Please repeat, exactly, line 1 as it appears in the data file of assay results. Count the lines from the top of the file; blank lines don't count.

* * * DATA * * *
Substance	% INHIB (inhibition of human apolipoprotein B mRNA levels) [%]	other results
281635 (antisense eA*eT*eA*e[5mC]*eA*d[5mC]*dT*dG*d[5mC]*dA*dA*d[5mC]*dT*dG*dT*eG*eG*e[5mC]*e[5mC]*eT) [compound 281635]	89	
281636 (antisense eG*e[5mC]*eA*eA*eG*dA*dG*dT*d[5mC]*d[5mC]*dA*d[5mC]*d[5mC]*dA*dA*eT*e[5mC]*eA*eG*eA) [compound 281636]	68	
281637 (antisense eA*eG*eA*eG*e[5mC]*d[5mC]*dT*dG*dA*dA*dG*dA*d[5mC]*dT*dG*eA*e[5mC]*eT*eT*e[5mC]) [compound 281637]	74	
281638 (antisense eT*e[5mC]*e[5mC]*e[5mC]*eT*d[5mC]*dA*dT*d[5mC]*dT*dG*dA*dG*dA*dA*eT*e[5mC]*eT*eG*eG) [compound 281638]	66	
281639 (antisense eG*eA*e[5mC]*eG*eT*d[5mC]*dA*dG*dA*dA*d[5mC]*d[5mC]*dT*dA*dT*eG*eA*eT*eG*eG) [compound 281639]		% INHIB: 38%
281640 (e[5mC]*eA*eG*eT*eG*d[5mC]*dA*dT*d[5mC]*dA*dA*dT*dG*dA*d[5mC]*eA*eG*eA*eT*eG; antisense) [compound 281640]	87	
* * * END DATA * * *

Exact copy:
Substance	% INHIB (inhibition of human apolipoprotein B mRNA levels) [%]	other results